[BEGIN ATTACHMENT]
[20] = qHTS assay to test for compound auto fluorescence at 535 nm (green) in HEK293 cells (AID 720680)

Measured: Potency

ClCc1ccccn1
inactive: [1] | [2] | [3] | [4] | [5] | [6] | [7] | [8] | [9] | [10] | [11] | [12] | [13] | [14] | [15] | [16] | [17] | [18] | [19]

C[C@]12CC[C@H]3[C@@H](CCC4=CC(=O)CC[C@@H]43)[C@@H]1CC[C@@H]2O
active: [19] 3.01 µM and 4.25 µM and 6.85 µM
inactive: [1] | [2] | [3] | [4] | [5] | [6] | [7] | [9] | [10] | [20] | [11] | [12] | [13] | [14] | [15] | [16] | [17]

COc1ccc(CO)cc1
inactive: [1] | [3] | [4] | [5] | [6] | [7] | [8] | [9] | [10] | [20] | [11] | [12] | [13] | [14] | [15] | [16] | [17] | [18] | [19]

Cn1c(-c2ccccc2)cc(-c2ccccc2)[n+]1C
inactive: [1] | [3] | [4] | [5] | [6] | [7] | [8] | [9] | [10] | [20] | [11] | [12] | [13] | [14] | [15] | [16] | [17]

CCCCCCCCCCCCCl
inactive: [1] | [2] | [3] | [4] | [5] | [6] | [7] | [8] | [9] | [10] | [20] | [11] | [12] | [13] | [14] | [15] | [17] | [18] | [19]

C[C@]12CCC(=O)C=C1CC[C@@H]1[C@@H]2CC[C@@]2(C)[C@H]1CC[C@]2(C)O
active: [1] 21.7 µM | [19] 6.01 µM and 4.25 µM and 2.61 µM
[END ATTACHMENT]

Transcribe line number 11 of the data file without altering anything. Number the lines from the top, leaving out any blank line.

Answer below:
inactive: [1] | [3] | [4] | [5] | [6] | [7] | [8] | [9] | [10] | [20] | [11] | [12] | [13] | [14] | [15] | [16] | [17]